New Austin Music Worth Your Bandwidth This Week

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New Austin Music Worth Your Bandwidth This Week

Crystal Thomas

Now Dig This (Dialtone)

To, in fact, Now Dig This, you just might need to pop into Antone's Records to purchase the 180-gram vinyl. Platform? Yes, it's the store's front display bin.

In the olden days, a sort of chitlins (and grits) circuit of record stores carried releases by mom-and-pop labels such as Austin's Dialtone, documenting artists rooted deep in regional scenes where "authenticity" proved no more difficult than plugging in and playing. Louisianan out of Mansfield, Crystal Thomas grooves a modern day Southern soul circuit between Dallas and Shreveport, "but she tells me her real love is playing the blues," reveals the imprint's patriarch Eddie Stout. Now Dig This tunnels beneath all these signposts.

Cut in Dallas and produced by the Dialtone true heart (revisit Sept. 8, 2017, cover story "Eddie Stout Is a One-Man Historical Blues Society"), the album burrows into sessions of seasoned backing by cap city journeymen Jay and Johnny Moeller – both siblings past and present Fabulous Thunderbirds on drums and guitar, respectively – plus bassist to the stars Chuck Rainey (Fats Domino, Aretha Franklin), and a nearly session-stealing wringer. Thomas, meantime, never over emotes like so many lesser singers, laying and even lazing back in key spots, which lends all 10 tracks a sensuality. The opening cover of Toussaint McCall's "I'm a Fool for You Baby" eases into Now Dig This slowly, subtly.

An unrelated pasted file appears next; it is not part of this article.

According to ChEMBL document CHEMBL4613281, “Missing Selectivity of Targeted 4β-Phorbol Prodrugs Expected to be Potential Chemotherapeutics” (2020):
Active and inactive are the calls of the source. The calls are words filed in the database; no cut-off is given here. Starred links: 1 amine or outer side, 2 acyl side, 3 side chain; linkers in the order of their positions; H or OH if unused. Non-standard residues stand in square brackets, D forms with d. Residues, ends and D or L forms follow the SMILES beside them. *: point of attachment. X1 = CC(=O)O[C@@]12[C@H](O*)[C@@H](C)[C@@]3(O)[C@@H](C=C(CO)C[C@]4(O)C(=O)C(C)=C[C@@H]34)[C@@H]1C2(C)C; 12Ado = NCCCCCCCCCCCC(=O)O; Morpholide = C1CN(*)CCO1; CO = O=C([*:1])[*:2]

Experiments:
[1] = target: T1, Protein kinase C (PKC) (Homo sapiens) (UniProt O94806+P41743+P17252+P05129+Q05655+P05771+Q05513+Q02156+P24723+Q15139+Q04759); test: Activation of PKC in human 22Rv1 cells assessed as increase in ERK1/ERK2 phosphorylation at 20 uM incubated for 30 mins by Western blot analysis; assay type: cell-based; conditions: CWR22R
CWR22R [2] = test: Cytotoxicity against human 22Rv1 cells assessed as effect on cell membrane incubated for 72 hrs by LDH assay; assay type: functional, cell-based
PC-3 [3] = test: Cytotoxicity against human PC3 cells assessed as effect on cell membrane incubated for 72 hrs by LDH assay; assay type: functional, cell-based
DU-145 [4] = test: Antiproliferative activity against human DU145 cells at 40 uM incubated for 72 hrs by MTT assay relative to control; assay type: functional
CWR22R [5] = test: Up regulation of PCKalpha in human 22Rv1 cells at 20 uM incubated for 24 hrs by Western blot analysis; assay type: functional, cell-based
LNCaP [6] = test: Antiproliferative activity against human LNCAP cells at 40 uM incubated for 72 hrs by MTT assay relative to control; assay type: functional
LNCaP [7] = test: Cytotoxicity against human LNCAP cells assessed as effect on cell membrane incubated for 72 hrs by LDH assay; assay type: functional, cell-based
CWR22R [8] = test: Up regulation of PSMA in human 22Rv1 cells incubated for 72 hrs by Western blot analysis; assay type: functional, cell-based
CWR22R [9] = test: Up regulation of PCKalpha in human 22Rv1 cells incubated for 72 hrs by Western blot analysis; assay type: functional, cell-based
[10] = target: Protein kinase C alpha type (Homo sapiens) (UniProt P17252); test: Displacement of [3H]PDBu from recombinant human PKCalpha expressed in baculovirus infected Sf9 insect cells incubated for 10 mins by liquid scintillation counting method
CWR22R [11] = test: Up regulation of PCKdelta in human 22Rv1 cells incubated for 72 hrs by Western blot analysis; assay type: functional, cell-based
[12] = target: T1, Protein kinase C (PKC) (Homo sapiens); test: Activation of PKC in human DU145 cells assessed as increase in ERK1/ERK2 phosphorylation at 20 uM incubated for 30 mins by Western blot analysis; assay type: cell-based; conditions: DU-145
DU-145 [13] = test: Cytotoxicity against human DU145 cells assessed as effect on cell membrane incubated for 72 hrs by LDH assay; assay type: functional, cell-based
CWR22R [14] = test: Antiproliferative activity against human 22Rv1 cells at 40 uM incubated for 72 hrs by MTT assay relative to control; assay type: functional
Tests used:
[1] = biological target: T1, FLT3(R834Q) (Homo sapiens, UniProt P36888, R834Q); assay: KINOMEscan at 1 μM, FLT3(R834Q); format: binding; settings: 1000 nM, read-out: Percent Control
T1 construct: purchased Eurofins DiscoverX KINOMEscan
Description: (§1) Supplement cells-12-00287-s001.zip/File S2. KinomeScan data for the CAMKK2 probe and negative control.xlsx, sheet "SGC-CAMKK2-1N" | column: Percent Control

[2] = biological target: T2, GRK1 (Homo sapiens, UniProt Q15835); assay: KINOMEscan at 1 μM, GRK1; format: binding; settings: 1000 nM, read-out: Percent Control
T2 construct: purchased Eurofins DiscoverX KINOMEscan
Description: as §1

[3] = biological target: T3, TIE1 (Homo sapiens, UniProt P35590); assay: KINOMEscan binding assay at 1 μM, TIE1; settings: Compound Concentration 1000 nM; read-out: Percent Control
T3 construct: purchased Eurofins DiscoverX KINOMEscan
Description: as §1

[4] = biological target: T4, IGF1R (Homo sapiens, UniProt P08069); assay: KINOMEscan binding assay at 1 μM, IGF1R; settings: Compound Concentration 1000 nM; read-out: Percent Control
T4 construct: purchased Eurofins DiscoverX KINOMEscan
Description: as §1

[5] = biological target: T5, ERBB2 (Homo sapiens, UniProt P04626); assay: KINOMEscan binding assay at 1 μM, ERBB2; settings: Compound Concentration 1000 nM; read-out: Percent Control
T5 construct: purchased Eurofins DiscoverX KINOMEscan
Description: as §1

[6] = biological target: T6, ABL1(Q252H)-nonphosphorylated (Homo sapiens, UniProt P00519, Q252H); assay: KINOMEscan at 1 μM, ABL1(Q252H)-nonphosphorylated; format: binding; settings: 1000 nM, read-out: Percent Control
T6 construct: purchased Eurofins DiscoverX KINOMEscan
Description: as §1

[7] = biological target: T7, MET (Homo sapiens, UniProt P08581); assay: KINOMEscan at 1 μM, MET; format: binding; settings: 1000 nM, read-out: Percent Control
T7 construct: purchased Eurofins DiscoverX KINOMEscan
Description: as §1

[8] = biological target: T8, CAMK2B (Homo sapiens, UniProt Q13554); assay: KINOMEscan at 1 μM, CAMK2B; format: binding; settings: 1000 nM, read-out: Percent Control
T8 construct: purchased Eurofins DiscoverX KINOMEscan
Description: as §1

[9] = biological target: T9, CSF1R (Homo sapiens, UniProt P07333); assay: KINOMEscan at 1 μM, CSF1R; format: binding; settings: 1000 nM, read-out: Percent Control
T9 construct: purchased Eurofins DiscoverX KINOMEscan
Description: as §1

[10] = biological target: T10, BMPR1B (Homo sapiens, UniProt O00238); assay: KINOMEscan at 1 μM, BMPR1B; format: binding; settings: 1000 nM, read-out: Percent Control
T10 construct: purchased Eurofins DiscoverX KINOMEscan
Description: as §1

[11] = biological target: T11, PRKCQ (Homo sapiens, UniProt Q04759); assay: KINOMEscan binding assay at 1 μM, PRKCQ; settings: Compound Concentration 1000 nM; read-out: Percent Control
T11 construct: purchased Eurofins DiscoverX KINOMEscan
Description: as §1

Except for Dallas soulman Lucky Peterson, that is, dripping kerosene on the organ and throughout the full-length.

Peterson died of a brain hemorrhage on May 17, 2020, and Stout believes Now Dig This logs his final studio commitment. "I'm a Fool for You Baby" teams rhythm licks with tambourine hi-hat as Peterson's organ crisps the low-end while dueling with Moeller's stinging guitar. All the while, Thomas' broad, yet trebly blear owns the road. The label head's instrumental jam "Blues Funk" slurps up and down Peterson's keys into which the frontlady inserts a trombone solo!

On a straight, drain pipe blues like "I Don't Worry Myself," she doesn't need to peel paint since she's already slathered the barn in 12 shades of red. Brandishing Janis Joplin's "One Good Man," Thomas takes the song down rather than up, her position in the mix transporting her into the same room as the listener. Uptempo works too, because when "No Cure for the Blues" starts rolling downhill, get ... out ... the way.

Back-to-back soul stirrers "Take Yo' Praise" and "Ghost of Myself" illustrate an LP arc a Spotify playlist can't algorithm, but side two doubles down the stone blues. Johnny Moeller and Peterson groove a grand old time in Albert King visitation "Can't You See What You're Doing to Me," then save their best for last. "The Blues Ain't Nothing but Some Pain" siphons off nearly five minutes bordering on Nina Simone, with Thomas' broadband bleed and Peterson's empathic accompaniment brightening until their vocal trade-off on closer "Let's Go Get Stoned," sanger and pianer man getting juke joint bent for the ultimate mic drop.

Texas blues abide. – Raoul Hernandez

I Am Bearwood: Born


Chris Brecht's main gig leading the Project ATX6 artists to festivals around the globe halted last year, so he focused on his own music. Following the charmed alt-folk debut LP of his band with partner Megan LaPrelle last year, the Eastern Leaves' Light of the Lantern, he teams here with hot-hand producer Jonas Wilson in I Am Bearwood on the Born EP, which allows him to explore more adventurous turns. "Hummingbird" commences with a wistful beauty floating in Brecht's distinctly sleepy, reedy vocals, while "Running Scared" twists with a dark edge. He's at his best lingering between weary and dreamy, as with the organ-lifted "I Love You Still" and marvelous Tweedy-eque piano build of closer "Kingdom Come."  – Doug Freeman